• Explain when the results will be published.

• Clarify whether or not the person wishes to give their comments in confidence.

• How long have you been in your current role?

• What are the key responsibilities and duties you perform in your role?

• What aspects of your work do you find the most easy? And why?

• What aspects of your work do you find the most difficult? And why?

• What training and development have you received in the past 12 months?

• What have you applied from the training you received to your current role?

• What changes are likely to take place that will affect your role in the next 12 months?

• What areas of development would you like to achieve in the next 12 months?

• What aspects of your work would you personally like to improve?

• What other comments would you like to make about your training and development needs?

• Thank the interviewee. Confirm how the results will be used and when they will hear about these.

Analysing in-depth interview results

The results of one to one interviews can be used to identify what is working well and in terms of training and development what needs to be improved on an individual, team or organisational basis. The results can also be used to identify trends and commonly held views and opinions by comparing and contrasting the data.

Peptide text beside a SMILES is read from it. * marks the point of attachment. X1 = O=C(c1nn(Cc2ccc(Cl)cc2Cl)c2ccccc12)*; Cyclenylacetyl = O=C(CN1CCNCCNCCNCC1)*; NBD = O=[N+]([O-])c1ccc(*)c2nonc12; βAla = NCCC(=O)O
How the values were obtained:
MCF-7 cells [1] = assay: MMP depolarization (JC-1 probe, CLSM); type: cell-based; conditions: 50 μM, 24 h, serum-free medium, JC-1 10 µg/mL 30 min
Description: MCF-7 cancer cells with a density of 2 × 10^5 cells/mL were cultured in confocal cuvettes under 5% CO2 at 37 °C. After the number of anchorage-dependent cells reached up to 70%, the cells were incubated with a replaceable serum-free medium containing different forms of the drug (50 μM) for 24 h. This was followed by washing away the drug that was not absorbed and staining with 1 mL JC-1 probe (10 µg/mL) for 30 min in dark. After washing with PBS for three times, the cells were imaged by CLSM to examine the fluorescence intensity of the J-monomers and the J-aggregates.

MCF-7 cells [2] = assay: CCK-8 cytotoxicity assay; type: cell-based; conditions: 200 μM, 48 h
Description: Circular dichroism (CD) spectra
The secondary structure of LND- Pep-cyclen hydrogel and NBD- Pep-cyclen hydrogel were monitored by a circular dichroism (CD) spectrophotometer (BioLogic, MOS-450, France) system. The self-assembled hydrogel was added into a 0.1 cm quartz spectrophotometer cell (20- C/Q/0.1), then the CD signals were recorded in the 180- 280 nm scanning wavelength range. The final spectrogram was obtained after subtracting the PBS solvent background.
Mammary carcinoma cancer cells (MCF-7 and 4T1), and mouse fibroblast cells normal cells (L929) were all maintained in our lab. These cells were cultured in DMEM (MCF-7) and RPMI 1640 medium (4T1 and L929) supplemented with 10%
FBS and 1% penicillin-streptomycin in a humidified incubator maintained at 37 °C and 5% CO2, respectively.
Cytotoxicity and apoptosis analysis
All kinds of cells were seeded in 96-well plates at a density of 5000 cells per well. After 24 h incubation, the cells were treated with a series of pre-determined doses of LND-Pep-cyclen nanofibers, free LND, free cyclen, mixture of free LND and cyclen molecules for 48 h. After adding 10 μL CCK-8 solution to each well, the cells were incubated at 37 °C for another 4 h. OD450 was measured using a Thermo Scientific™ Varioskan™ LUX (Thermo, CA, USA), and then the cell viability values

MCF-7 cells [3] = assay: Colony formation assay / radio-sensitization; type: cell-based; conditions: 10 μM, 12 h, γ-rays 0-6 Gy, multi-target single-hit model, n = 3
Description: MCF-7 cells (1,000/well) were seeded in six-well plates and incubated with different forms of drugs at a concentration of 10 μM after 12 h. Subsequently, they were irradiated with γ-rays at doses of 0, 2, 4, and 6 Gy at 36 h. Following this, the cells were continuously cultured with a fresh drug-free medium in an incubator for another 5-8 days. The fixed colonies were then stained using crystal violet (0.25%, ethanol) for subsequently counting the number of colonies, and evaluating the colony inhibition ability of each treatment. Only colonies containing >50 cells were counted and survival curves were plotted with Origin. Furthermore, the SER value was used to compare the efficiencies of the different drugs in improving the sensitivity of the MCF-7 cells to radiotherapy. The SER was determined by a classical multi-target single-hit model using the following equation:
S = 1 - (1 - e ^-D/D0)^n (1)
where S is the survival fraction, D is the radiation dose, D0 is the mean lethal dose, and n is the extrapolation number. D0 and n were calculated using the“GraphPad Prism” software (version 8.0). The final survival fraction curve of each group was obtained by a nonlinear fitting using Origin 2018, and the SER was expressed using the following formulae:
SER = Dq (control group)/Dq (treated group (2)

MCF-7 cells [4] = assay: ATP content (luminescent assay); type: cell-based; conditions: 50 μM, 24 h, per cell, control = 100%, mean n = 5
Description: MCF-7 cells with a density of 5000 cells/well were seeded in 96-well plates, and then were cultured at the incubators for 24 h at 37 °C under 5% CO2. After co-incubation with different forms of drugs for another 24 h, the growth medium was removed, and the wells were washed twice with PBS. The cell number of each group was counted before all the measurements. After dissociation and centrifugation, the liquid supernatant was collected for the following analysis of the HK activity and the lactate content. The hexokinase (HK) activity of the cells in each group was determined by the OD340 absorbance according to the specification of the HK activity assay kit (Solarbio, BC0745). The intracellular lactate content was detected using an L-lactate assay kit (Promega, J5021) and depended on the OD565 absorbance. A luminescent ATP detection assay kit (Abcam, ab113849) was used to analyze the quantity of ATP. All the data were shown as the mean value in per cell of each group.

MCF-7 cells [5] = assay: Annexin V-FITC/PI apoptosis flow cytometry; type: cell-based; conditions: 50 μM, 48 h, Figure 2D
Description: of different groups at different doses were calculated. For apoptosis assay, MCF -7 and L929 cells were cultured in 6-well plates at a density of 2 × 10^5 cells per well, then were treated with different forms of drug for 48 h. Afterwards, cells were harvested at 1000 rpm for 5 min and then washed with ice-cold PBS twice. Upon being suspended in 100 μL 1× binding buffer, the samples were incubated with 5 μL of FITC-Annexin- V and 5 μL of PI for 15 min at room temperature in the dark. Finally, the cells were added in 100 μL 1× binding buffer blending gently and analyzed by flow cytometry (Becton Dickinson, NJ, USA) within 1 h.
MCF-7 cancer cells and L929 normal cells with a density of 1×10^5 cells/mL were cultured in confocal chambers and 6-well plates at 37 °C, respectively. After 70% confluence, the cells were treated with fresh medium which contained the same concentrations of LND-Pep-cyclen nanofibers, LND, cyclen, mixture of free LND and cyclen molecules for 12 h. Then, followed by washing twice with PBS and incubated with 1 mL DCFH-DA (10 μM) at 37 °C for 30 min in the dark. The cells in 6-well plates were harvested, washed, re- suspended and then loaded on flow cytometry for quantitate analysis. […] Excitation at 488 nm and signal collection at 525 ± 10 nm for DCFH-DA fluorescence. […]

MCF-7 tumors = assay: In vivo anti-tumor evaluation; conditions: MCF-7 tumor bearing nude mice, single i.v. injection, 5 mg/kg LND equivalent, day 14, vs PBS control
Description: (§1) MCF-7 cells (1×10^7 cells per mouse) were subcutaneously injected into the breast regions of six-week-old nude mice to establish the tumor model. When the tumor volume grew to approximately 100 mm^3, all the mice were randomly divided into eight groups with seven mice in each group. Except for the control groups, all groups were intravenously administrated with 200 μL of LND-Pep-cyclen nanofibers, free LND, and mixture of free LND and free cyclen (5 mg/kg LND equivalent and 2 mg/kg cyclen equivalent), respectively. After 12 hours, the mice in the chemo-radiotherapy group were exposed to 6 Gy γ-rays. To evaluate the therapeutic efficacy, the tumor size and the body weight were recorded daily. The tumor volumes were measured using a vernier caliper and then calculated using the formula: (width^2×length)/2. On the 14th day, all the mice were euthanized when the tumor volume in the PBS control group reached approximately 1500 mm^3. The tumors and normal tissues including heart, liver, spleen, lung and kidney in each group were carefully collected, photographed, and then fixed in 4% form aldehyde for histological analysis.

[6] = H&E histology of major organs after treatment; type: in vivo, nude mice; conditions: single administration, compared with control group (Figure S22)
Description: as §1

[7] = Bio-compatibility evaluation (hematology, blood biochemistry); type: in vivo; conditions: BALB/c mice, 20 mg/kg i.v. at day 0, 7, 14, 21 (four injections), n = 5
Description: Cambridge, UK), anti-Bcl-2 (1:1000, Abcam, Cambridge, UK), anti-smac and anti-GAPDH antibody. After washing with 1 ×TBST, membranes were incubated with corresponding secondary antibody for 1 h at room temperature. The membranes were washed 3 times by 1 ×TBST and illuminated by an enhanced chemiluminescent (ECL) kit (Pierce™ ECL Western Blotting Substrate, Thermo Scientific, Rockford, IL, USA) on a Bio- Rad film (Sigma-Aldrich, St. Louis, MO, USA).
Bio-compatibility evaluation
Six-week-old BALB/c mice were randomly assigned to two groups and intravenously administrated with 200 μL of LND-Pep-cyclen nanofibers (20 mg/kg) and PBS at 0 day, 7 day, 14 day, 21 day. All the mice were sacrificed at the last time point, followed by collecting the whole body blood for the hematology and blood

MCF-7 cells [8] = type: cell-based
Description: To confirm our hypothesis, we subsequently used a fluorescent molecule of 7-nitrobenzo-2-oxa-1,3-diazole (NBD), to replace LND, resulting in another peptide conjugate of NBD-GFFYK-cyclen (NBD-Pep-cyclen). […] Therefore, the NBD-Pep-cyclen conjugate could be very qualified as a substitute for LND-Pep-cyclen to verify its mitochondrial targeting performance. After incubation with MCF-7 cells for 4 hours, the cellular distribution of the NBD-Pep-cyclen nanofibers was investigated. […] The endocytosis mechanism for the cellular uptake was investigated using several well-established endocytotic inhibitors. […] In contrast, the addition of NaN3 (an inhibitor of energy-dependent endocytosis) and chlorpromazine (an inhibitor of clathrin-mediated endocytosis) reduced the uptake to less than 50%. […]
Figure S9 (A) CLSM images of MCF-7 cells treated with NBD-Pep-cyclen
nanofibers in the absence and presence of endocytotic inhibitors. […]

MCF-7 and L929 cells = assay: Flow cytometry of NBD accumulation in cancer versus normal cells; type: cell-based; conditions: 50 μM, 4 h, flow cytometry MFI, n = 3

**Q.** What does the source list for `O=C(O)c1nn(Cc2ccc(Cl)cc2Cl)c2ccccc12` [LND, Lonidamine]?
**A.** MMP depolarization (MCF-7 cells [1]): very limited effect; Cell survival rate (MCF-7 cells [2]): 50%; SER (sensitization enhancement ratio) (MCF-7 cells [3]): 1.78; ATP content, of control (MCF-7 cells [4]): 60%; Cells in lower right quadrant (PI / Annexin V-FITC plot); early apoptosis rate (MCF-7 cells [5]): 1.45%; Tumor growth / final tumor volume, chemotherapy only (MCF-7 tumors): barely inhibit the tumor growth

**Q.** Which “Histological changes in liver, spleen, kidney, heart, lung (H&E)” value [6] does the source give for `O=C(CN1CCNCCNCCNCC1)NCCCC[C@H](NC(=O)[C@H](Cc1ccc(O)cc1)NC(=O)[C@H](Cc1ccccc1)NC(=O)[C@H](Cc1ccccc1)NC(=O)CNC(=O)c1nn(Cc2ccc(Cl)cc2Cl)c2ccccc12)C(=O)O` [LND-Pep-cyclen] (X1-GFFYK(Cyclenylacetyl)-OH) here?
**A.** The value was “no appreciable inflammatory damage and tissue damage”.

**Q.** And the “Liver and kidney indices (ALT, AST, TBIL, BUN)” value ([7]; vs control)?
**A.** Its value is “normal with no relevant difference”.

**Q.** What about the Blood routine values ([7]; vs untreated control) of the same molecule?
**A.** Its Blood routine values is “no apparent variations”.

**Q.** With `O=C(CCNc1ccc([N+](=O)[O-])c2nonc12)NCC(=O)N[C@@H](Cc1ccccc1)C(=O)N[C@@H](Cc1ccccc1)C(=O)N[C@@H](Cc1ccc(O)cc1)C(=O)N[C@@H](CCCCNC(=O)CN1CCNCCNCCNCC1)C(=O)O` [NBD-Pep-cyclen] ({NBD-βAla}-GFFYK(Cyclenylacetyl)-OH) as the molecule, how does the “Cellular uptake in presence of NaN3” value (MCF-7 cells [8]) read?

Owing to the very nature of one to one interviews, it often takes time to draw out patterns and trends. A tip is to include random comments made by interviewees (non-attributed) - the results of the research come to life when you include verbatim remarks.


Both technical tests and one to one interviews have a role to play in learning needs analysis.  Both need skilled input to ensure that the resulting outputs provide a useful and insightful picture of learning needs.

Key learning Points

• Technical tests and one to one interviews are two means of identifying learning needs that are often over looked.
• Technical tests are best designed by people who are experts in the field
• They need to be undertaken in controlled conditions with plenty of notice
• One to one interviews are best offered by a skilled interviewee
• Learning needs interviews can either be structured or service structured in their approach.